Spindle Fibers: Definition and Function

Spindle Fibers Mitosis
This is a fluorescence micrograph of a cell during metaphase of mitosis. At metaphase, the chromosomes (green) line up along the center of the cell, and the spindle fibers (purple) grow from their poles to the centromeres (yellow), at the center of each chromosome.

DR PAUL ANDREWS, UNIVERSITY OF DUNDEE/Science Photo Library/Getty Images

Spindle fibers are aggregates of microtubules that move chromosomes during cell division. Microtubules are protein filaments that resemble hollow rods. They are found in eukaryotic cells and are a component of the cytoskeleton, cilia, and flagella. Spindle fibers are a part of the spindle apparatus, which moves chromosomes during mitosis and meiosis to ensure that each daughter cell gets the correct number of chromosomes. The spindle apparatus consists of spindle fibers, motor proteins, chromosomes, and, in some cells, structures called asters. In animal cells, spindle fibers are produced from cylindrical microtubules called centrioles. Centrioles form asters and asters generate spindle fibers during the cell cycle. Centrioles are located in a region of the cell known as the centrosome.

Spindle Fibers and Chromosome Movement

Spindle fiber and cell movement is the result of interactions between microtubules and motor proteins. Motor proteins are specialized proteins, powered by ATP, that actively move microtubules. Some motor proteins, such as dyneins and kinesins, move along microtubules as the fibers either lengthen or shorten. It is the disassembly and reassembly of microtubules that produces the movement needed for cell division to occur. This includes chromosome movement as well as cytokinesis (the division of the cytoplasm at the end of mitosis or meiosis).

Spindle fibers move chromosomes during cell division by attaching to chromosome arms and chromosome centromeres. A centromere is a specific region of a chromosome where duplicated chromosomes are joined. The identical, joined copies of a single chromosome are known as sister chromatids. The centromere is also where specialized protein complexes called kinetochores are found. Kinetochores generate kinetochore fibers, which attach sister chromatids to spindle fibers. Kinetochore fibers and spindle polar fibers work together to manipulate and separate chromosomes during mitosis and meiosis. Spindle fibers that don't contact chromosomes during cell division extend from one cell pole to the other. These fibers overlap and push cell poles away from one another in preparation for cytokinesis.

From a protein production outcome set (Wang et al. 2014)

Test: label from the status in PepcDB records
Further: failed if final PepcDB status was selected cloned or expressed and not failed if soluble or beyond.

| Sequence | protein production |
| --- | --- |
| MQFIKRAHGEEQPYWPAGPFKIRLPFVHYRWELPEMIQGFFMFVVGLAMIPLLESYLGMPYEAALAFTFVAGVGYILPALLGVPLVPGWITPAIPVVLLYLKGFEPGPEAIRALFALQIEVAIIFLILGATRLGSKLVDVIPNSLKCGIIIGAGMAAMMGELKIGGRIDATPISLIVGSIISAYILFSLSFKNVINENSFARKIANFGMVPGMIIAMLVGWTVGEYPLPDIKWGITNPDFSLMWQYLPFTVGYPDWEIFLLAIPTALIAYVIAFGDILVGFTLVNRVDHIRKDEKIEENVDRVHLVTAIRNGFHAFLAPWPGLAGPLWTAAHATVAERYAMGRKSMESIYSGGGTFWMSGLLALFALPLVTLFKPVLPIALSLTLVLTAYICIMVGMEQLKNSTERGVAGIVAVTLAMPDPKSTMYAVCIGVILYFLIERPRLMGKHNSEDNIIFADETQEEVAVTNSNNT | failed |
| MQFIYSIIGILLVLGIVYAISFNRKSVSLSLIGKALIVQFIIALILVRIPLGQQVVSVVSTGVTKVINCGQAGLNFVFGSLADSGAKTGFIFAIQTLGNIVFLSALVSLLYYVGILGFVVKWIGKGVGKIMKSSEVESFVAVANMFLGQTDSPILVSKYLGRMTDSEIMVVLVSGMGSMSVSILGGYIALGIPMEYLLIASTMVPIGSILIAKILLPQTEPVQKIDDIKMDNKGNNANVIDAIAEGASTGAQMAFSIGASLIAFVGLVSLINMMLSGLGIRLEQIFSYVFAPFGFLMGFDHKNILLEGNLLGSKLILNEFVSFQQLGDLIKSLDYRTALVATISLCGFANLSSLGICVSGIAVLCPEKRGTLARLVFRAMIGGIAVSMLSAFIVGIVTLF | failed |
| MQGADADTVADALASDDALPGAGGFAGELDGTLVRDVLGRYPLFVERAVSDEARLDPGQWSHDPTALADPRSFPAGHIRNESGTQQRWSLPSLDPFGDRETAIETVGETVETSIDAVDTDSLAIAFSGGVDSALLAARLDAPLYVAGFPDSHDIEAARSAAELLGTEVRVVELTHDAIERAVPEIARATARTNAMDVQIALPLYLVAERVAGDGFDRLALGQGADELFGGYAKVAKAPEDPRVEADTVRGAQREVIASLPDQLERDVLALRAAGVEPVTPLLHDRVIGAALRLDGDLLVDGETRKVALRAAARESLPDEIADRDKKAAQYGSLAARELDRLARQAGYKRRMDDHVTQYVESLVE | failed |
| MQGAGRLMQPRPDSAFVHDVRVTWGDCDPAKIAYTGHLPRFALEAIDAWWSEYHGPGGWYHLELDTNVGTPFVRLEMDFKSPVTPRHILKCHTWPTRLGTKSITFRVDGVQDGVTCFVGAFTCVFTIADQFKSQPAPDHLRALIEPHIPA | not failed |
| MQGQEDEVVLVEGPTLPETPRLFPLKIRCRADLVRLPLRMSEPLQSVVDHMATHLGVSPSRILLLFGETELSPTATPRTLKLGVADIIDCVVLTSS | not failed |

Spindle Fibers in Mitosis

During prophase of mitosis, spindle fibers form at opposite poles of the cell. In animal cells, the mitotic spindle initially appears as asters, which surround each centriole pair. The cell becomes elongated as spindle fibers extend from each cell pole. Sister chromatids attach to spindle fibers at their kinetochores.

During metaphase, spindle fibers called polar fibers extend from the cell poles toward the midpoint of the cell, which is known as the metaphase plate. Chromosomes are held at the metaphase plate by the force of the spindle fibers pushing on the centromeres of the chromosomes.

In anaphase, spindle fibers shorten and pull sister chromatids toward the spindle poles. Sister chromatids separate and move toward opposite cell poles. Spindle fibers not connected to chromatids lengthen and elongate the cell.

In telophase, the spindle fibers disperse as the chromosomes are separated and become housed within distinct new nuclei.

At the end of mitosis and cytokinesis, two daughter cells are formed, each with the correct number of chromosomes. In human cells, there are 23 pairs of chromosomes, for a total of 46. Spindle fibers function similarly in meiosis, where four daughter cells are formed instead of two.